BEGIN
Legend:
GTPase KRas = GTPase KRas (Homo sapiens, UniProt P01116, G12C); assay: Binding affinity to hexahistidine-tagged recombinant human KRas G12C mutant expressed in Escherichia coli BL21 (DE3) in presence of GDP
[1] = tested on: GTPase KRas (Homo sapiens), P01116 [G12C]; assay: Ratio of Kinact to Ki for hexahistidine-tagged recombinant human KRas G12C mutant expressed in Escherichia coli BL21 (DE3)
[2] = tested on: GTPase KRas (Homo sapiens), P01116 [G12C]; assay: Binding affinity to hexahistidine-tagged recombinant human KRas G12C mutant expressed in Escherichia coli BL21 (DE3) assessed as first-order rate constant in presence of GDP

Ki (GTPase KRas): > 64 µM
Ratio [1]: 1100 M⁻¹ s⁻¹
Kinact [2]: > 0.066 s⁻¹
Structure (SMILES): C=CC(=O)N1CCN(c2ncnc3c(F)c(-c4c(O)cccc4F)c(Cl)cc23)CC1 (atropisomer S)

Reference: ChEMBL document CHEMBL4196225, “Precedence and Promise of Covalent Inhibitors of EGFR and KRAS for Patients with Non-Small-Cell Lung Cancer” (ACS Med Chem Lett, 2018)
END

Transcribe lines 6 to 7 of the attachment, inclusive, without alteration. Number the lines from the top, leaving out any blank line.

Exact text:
Ratio [1]: 1100 M⁻¹ s⁻¹
Kinact [2]: > 0.066 s⁻¹